A survey of young people, coinciding with A-level results day yesterday, found that almost half (47%) of 16 to 24-year-olds believe they will work in a role that does not currently exist.
But less than one-in-five think they have the skills required to future-proof their careers.
In response to the study – which was carried out by defence technology firm BAE Systems – the company used a panel of futurists and technologists to predict the job roles likely to exist in 2040, and the subjects which could provide skills for those jobs.
It included roles such as an AI ethicist, who would be responsible for ensuring artificial intelligence was underpinned by robust ethics.
The panel argued that current subjects such as philosophy, history and maths would be useful for such a role, and young people should look at how such subjects could help them in the jobs of the future.
It also identified the areas of artificial intelligence, virtual reality and robotics as key emerging technologies which would provide some of the best careers in years to come.
BAE Systems’s principal technologist Nick Colosimo said: “Advances in technology, engineering and science, mean the workplace of today will look dramatically different in 2040.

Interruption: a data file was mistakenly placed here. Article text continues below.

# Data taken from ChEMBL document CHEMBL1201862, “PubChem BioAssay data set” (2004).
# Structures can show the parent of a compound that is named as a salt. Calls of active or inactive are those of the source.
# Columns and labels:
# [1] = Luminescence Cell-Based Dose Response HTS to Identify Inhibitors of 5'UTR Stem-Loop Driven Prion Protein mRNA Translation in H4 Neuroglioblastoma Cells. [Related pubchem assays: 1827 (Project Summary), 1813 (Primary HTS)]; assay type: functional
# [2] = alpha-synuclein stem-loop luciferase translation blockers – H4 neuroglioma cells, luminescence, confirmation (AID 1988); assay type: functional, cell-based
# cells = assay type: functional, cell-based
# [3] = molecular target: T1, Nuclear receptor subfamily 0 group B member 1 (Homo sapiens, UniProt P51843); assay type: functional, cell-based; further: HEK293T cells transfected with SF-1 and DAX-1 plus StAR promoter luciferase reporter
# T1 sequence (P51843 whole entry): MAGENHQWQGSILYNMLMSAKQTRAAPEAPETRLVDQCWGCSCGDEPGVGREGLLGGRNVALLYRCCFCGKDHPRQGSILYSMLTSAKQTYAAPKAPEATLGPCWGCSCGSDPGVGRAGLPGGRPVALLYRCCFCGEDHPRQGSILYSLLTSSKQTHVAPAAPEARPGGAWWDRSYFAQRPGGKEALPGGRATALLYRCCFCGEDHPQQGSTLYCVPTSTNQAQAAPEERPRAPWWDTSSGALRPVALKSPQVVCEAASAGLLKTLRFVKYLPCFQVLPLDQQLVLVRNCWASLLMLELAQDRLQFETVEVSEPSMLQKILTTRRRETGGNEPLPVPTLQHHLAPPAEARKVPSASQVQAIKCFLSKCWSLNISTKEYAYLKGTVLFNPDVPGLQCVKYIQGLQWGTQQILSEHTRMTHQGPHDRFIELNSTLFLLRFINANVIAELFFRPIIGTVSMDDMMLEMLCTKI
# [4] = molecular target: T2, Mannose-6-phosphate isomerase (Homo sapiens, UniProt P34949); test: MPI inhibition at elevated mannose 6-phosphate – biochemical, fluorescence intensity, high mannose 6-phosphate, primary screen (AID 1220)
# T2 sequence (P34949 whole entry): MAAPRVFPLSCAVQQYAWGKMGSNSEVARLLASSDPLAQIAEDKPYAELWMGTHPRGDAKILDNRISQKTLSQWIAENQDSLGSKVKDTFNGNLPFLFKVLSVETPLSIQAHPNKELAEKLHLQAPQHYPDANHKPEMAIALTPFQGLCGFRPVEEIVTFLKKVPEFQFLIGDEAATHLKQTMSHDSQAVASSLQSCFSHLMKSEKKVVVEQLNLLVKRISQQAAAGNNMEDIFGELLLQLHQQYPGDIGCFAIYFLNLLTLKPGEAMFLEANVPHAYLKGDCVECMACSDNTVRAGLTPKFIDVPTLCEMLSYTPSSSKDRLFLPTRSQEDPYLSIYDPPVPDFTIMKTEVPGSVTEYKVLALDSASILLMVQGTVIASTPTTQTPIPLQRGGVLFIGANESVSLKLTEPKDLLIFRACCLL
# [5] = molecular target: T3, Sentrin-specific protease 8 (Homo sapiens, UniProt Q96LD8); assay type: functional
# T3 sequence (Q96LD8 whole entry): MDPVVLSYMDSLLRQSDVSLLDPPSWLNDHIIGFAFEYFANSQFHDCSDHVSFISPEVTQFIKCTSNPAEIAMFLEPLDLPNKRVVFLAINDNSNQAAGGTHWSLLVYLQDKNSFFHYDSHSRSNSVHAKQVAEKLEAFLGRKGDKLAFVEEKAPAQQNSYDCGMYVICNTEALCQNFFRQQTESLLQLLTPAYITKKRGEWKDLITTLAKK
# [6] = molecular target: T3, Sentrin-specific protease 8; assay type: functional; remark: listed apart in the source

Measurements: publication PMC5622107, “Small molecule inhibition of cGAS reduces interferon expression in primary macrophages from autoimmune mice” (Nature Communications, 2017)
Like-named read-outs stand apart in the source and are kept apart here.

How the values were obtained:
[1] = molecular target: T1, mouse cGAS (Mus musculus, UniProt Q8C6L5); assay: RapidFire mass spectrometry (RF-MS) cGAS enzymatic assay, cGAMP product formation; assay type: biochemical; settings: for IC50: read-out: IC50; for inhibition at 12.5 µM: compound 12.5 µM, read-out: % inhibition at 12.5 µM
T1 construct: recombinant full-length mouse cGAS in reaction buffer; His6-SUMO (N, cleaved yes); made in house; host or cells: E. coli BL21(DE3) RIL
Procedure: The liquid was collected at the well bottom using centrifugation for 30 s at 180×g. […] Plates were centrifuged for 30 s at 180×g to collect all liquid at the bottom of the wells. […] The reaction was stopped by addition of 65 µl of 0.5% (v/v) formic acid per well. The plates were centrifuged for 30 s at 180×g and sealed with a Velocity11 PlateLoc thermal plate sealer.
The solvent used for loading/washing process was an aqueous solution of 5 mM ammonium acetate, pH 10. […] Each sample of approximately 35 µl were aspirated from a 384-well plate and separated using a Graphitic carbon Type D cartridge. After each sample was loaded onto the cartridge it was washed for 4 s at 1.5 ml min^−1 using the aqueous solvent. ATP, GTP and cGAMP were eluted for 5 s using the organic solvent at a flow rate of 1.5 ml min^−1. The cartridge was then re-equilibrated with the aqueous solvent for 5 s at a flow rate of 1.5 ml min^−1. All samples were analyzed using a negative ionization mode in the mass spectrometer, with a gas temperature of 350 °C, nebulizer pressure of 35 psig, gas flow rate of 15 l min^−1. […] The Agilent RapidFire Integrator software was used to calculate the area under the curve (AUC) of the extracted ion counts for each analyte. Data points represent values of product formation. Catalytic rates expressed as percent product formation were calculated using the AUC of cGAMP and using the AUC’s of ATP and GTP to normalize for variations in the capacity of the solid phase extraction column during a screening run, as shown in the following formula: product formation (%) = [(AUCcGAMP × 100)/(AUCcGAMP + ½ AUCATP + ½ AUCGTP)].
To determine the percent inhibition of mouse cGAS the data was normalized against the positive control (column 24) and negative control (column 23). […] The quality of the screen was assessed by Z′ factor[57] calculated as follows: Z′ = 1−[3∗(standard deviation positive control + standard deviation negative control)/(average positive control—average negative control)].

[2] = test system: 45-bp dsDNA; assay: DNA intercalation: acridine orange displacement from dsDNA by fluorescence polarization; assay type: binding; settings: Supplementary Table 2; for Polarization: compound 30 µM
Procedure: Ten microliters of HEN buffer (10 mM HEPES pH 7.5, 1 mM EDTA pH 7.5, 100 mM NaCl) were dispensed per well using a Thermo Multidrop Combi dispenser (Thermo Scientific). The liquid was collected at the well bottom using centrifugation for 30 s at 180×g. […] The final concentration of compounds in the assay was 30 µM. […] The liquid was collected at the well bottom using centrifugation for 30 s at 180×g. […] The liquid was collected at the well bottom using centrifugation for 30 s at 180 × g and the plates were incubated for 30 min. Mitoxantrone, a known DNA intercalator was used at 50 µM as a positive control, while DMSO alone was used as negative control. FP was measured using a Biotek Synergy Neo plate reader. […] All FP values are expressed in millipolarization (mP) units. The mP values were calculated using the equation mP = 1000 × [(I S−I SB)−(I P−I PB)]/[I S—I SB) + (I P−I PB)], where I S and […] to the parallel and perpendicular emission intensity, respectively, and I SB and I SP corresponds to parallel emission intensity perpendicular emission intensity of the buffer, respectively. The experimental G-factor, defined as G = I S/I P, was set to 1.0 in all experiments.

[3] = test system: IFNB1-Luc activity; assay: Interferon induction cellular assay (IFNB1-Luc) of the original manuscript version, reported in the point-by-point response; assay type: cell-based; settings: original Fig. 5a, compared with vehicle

“Whilst it’s impossible for today’s young people to know exactly where their career will take them in the next 20 years, a wide range of skills will be useful in future-proofing the careers of young people today.
“Indeed, subjects as varied as graphic design, philosophy, chemical engineering and cybersecurity will prove valuable for the jobs of tomorrow.”
Other potential roles of the future identified by the panel included an auto adviser who provides advice on where automation could be introduced inside a company, and a virtual reality architect, who would work with virtual models of buildings and large commercial vehicles to remotely analyse when and where maintenance would be needed.
“Some of the best technicians at BAE Systems come from different backgrounds, and as future positions evolve, it’s important that school leavers embrace the element of the unknown to future-proof their careers,” Mr Colosimo said.